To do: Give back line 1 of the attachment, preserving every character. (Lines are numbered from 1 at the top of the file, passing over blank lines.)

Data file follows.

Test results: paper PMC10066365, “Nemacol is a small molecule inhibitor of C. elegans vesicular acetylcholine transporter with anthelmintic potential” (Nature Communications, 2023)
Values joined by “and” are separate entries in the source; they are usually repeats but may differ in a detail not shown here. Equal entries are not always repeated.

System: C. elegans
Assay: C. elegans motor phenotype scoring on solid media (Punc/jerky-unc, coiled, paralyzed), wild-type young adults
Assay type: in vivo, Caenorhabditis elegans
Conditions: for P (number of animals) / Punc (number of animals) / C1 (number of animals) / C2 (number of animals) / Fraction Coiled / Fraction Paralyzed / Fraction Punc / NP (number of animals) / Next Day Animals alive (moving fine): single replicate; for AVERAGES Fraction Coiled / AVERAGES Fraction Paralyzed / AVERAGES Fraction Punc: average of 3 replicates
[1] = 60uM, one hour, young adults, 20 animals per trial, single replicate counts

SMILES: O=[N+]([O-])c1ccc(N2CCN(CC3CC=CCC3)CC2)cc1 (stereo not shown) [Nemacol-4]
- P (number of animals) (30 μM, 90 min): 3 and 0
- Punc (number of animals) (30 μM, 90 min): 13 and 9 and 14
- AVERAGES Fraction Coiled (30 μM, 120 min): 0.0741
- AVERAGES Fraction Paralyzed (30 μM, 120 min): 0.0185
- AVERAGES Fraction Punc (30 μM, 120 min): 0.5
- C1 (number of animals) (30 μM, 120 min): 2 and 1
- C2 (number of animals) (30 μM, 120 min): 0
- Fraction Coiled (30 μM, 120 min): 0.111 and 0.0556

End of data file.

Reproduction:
Test results: paper PMC10066365, “Nemacol is a small molecule inhibitor of C. elegans vesicular acetylcholine transporter with anthelmintic potential” (Nature Communications, 2023)